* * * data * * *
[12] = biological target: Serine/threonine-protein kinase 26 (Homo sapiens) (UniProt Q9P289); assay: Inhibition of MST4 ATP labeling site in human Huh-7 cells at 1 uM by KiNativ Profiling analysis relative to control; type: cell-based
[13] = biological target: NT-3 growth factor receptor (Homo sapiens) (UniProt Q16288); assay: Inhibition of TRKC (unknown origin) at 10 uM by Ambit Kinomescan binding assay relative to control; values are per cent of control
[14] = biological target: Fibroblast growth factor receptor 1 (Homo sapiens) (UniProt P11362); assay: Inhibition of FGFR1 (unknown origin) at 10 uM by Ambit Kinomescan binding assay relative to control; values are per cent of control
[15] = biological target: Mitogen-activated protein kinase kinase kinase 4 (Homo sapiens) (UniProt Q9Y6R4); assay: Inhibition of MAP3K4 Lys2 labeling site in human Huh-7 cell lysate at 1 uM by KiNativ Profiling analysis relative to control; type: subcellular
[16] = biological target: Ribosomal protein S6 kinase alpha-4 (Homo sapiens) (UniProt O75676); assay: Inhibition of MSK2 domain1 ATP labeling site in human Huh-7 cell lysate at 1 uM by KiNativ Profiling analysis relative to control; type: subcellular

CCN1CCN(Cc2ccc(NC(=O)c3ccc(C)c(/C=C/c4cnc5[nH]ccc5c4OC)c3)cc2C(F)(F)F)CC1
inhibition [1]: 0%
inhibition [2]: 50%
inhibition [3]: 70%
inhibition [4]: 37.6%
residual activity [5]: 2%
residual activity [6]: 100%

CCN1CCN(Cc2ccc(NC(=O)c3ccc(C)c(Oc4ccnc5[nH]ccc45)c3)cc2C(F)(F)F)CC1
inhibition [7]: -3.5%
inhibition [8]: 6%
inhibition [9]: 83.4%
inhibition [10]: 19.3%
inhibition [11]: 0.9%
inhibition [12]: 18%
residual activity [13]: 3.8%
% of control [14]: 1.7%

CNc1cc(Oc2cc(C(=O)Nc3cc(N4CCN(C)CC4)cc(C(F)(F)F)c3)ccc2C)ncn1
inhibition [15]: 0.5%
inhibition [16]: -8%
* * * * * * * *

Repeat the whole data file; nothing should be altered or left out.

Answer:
[12] = biological target: Serine/threonine-protein kinase 26 (Homo sapiens) (UniProt Q9P289); assay: Inhibition of MST4 ATP labeling site in human Huh-7 cells at 1 uM by KiNativ Profiling analysis relative to control; type: cell-based
[13] = biological target: NT-3 growth factor receptor (Homo sapiens) (UniProt Q16288); assay: Inhibition of TRKC (unknown origin) at 10 uM by Ambit Kinomescan binding assay relative to control; values are per cent of control
[14] = biological target: Fibroblast growth factor receptor 1 (Homo sapiens) (UniProt P11362); assay: Inhibition of FGFR1 (unknown origin) at 10 uM by Ambit Kinomescan binding assay relative to control; values are per cent of control
[15] = biological target: Mitogen-activated protein kinase kinase kinase 4 (Homo sapiens) (UniProt Q9Y6R4); assay: Inhibition of MAP3K4 Lys2 labeling site in human Huh-7 cell lysate at 1 uM by KiNativ Profiling analysis relative to control; type: subcellular
[16] = biological target: Ribosomal protein S6 kinase alpha-4 (Homo sapiens) (UniProt O75676); assay: Inhibition of MSK2 domain1 ATP labeling site in human Huh-7 cell lysate at 1 uM by KiNativ Profiling analysis relative to control; type: subcellular

CCN1CCN(Cc2ccc(NC(=O)c3ccc(C)c(/C=C/c4cnc5[nH]ccc5c4OC)c3)cc2C(F)(F)F)CC1
inhibition [1]: 0%
inhibition [2]: 50%
inhibition [3]: 70%
inhibition [4]: 37.6%
residual activity [5]: 2%
residual activity [6]: 100%

CCN1CCN(Cc2ccc(NC(=O)c3ccc(C)c(Oc4ccnc5[nH]ccc45)c3)cc2C(F)(F)F)CC1
inhibition [7]: -3.5%
inhibition [8]: 6%
inhibition [9]: 83.4%
inhibition [10]: 19.3%
inhibition [11]: 0.9%
inhibition [12]: 18%
residual activity [13]: 3.8%
% of control [14]: 1.7%

CNc1cc(Oc2cc(C(=O)Nc3cc(N4CCN(C)CC4)cc(C(F)(F)F)c3)ccc2C)ncn1
inhibition [15]: 0.5%
inhibition [16]: -8%